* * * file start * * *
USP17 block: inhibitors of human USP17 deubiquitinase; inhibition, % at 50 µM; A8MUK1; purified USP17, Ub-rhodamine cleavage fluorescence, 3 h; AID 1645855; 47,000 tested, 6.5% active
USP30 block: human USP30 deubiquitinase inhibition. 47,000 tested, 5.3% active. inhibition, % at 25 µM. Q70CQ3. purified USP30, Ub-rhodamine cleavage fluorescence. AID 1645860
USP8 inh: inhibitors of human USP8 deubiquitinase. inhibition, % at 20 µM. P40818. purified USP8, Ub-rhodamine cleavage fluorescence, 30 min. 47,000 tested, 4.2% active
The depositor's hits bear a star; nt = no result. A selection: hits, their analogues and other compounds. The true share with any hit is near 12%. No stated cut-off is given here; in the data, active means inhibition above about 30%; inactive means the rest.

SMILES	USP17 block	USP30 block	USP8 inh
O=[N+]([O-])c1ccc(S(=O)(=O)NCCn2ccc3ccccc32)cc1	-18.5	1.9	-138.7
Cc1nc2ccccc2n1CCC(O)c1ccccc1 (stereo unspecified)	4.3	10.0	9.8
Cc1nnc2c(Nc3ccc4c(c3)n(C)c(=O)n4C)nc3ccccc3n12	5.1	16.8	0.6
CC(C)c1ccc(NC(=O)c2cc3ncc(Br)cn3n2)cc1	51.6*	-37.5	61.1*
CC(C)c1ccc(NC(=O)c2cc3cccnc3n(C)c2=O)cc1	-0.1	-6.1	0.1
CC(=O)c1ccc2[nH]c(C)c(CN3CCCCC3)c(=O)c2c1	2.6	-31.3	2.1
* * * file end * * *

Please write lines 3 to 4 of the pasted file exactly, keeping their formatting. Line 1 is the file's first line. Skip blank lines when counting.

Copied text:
USP8 inh: inhibitors of human USP8 deubiquitinase. inhibition, % at 20 µM. P40818. purified USP8, Ub-rhodamine cleavage fluorescence, 30 min. 47,000 tested, 4.2% active
The depositor's hits bear a star; nt = no result. A selection: hits, their analogues and other compounds. The true share with any hit is near 12%. No stated cut-off is given here; in the data, active means inhibition above about 30%; inactive means the rest.